High court to weigh fate of recess appointments

The Supreme Court on Monday agreed to hear a challenge of President Obama’s recess appointments to the National Labor Relations Board (NLRB), setting the stage for a major ruling on executive power.

The high court will look at a federal appeals court ruling in January that struck down Obama’s recess appointments to the labor board. If upheld, that ruling could dramatically curtail the use of recess appointments by presidents.

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The U.S. Court of Appeals for the D.C. Circuit said Obama ignored the Senate’s constitutional “advise and consent” role in appointing NLRB members Sharon Block, Terence Flynn and Richard Griffin when the upper chamber was holding a pro forma session. 

White House press secretary Jay Carney said Monday that the White House was “confident that the president’s authority to make recess appointments will be upheld by the courts.” He said the president had simply asserted the same right to recess appointments that was exercised by his predecessors.

Senate Republicans, who joined business groups in challenging the appointments, said Obama’s move was unconstitutional. 

Senate Minority Leader Mitch McConnell (R-Ky.) welcomed the Supreme Court’s scrutiny of what he called Obama’s “unprecedented power grab.”

“A federal appeals court earlier this year reaffirmed what Republicans and job creators around the country have been saying: the president’s attempt to circumvent the Senate with a supposed ‘recess appointment’ to the NLRB was unconstitutional. It will now be up to the Supreme Court to decide whether the president violated the Constitution,” McConnell said in a statement.

The five-member NLRB currently has two vacancies. Nullifying the appointments would deprive it of two of the sitting board members, leaving the body unable to form a quorum and casting all of its recent action into doubt.

In a separate decision in May, the 3rd Circuit Court of Appeals said in a 2-1 decision that Obama unconstitutionally appointed another former member of the board, Craig Becker. The court said that recess appointments could only come during the breaks the Senate takes between sessions, at the end of each year.

Both Becker and Flynn are no longer with the board.

Obama recess-appointed several other current and former officials — including leaders of the Consumer Financial Protection Bureau and the Medicare agency — during pro forma sessions of the Senate. The legitimacy of their appointments could also be on the line in the high court case.

Obama has defended his appointments, arguing that the Senate was in recess for all practical purposes. 

In its appeal to the Supreme Court, the Obama administration wrote that the “Senate’s explicit cessation of business” during a three-week pro forma session in 2012 allowed the president to determine it was in recess. 

The D.C. court, however, ruled that a president can only appoint a nominee without the approval of the Senate while the legislature is in recess between sessions.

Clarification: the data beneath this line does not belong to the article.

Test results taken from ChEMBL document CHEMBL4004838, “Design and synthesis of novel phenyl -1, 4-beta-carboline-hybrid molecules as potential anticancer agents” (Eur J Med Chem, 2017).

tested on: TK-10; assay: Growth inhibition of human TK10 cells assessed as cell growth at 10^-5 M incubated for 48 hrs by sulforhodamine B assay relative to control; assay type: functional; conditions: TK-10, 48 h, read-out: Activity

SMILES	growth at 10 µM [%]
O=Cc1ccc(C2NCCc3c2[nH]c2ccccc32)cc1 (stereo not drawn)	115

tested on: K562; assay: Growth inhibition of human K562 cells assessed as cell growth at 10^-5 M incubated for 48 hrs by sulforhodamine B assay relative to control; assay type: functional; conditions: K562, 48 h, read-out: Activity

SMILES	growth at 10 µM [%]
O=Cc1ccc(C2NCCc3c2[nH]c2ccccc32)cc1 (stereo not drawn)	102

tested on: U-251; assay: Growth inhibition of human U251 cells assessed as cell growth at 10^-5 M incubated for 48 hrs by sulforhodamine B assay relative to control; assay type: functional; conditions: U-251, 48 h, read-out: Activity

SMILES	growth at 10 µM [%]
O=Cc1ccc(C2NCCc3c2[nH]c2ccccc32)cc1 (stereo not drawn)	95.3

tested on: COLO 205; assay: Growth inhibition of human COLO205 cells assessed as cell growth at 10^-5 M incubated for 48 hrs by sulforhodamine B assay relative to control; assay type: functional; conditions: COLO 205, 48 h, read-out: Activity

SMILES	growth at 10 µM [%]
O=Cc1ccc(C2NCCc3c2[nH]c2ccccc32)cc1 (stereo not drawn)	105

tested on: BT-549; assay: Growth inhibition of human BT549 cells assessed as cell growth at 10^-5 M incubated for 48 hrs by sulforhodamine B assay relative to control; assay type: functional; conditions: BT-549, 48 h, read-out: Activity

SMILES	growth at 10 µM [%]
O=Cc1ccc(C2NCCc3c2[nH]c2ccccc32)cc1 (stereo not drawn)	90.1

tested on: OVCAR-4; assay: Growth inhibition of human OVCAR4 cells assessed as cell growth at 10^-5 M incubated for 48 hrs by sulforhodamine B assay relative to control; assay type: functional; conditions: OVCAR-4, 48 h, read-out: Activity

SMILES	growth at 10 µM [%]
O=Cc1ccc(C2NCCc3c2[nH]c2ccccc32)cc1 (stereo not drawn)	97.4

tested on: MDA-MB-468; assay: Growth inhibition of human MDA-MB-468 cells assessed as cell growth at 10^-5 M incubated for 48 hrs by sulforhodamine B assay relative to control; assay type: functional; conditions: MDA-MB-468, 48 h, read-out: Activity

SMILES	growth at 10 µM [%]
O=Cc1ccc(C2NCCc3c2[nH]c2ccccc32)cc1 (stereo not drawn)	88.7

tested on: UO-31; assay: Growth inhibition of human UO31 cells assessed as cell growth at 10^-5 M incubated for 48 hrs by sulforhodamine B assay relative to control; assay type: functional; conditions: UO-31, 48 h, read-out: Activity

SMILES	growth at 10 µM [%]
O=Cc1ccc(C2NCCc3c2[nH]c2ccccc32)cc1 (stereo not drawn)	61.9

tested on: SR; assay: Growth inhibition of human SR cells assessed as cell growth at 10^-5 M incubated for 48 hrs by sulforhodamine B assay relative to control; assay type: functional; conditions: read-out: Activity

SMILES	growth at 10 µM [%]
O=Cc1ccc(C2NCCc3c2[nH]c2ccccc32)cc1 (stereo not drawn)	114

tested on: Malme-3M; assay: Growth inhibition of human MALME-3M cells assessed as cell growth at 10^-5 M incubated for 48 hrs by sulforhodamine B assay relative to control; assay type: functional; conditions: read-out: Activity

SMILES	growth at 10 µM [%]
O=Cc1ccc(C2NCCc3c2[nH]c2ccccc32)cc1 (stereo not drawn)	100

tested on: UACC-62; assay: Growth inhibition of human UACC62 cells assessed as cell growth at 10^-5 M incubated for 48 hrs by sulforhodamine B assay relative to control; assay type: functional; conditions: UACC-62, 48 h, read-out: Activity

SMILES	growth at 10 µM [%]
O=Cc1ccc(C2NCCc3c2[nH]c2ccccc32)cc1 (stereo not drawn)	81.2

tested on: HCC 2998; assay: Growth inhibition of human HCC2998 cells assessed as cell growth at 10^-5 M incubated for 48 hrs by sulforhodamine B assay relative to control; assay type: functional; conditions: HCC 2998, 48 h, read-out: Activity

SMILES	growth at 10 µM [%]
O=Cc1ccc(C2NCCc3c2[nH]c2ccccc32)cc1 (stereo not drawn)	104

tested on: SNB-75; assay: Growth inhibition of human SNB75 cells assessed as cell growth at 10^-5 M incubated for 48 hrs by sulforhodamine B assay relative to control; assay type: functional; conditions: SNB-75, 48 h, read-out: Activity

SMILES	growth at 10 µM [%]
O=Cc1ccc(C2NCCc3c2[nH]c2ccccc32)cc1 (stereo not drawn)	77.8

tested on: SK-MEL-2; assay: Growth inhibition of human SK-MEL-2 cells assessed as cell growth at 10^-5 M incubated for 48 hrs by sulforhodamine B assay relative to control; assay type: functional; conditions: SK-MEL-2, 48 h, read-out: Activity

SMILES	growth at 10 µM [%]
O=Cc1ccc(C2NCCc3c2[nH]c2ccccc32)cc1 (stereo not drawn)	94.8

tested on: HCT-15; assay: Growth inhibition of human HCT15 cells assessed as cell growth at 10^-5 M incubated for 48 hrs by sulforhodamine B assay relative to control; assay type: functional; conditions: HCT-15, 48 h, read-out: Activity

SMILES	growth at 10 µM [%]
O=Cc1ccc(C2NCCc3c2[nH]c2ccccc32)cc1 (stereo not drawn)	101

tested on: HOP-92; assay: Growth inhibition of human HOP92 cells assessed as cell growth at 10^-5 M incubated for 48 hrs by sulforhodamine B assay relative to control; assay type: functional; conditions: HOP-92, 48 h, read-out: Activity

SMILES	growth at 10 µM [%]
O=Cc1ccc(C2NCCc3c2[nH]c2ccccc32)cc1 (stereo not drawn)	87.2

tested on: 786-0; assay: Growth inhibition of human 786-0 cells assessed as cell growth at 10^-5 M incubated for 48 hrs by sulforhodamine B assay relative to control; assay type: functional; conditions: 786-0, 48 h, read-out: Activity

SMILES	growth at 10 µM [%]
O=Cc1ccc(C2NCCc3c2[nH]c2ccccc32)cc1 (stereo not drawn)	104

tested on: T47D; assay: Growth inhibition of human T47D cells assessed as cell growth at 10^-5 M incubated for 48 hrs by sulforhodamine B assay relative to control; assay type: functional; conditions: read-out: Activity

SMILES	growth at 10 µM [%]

During Obama’s administration, the NLRB has become a focal point of partisan bickering as business and labor feud over the agency.

Business groups have targeted the labor board, arguing the NLRB has favored unions in its rulings and regulations. The Chamber of Commerce argued the case on behalf of its member, The Noel Canning Corp., at the D.C. Circuit and plans to help represent the company at the high court.

“The Supreme Court’s decision to review this case is welcome news,” said Tom Donohue, the Chamber’s president and CEO, in a statement. “We warned last year that by appointing these members to the NLRB in such a controversial fashion, a cloud of uncertainty covered the agency and its work.”

Unions are concerned about the labor board’s future. By August this year, the NLRB will only have two members — not enough to form a quorum to take official actions — unless the Senate confirms Obama’s labor board nominees.

“The D.C. Circuit’s radical decision on the NLRB recess appointments has wreaked havoc on the lives of working people seeking to exercise their rights to join together to improve their work lives. We hope the Supreme Court will reverse the D.C. Circuit’s radical ruling. But workers can’t wait for the Supreme Court, we need the Senate to confirm the bipartisan package of NLRB nominees now,” said Josh Goldstein, an AFL-CIO spokesman.

Republicans in the House have passed a bill that would halt all NLRB activity requiring a quorum until the legal status of the board is resolved. That legislation has also been introduced in the Senate.

In a statement after the Supreme Court announced it would review the NLRB case, Rep. John Kline (R-Minn.), chairman of the House Education and the Workforce Committee; and Rep. Phil Roe (R-Tenn.), head of that panel’s subcommittee on Health, Employment, Labor and Pensions, urged the Senate to move on legislation.

“As we wait for the Supreme Court to do its work, it’s time for the Senate to do its job,” they said in a statement. “We urge the Senate to pass legislation that will prevent the board from inflicting further harm on America’s workplaces.”

The case at the Supreme Court is National Labor Relations Board v. Noel Canning.

Kevin Bogardus contributed.

— Published at 9:58 a.m. and has been updated at 12:54 p.m. and at 6:50 p.m.